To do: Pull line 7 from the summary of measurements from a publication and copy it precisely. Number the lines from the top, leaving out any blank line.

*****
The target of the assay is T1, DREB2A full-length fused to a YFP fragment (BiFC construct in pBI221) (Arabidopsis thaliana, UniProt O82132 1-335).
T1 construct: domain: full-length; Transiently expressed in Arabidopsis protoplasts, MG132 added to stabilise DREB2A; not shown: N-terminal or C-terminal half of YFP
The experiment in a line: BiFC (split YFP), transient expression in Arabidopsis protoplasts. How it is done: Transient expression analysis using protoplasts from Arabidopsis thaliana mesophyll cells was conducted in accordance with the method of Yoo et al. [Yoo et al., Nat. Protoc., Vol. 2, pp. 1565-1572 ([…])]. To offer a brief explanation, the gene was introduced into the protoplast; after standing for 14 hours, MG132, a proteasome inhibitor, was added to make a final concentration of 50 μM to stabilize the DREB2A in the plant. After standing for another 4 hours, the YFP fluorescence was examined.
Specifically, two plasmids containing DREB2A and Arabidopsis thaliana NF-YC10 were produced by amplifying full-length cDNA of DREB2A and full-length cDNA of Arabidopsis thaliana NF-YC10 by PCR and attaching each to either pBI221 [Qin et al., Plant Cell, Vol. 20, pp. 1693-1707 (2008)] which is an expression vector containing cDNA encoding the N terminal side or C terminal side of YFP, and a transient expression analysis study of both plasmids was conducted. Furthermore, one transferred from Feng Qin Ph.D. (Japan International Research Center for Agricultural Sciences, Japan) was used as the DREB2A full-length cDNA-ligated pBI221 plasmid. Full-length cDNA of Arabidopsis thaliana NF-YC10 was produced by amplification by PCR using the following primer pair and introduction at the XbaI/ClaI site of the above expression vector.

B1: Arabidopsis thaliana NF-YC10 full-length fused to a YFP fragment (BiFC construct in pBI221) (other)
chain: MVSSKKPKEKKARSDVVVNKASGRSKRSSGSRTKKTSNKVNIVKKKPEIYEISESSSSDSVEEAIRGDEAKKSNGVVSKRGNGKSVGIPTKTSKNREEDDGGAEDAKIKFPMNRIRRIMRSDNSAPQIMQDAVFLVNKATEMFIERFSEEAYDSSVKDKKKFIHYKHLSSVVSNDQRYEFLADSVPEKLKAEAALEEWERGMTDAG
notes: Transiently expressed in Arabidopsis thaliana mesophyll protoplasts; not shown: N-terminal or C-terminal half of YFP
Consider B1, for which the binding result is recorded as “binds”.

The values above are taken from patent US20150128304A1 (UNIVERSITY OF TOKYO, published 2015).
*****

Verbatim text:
notes: Transiently expressed in Arabidopsis thaliana mesophyll protoplasts; not shown: N-terminal or C-terminal half of YFP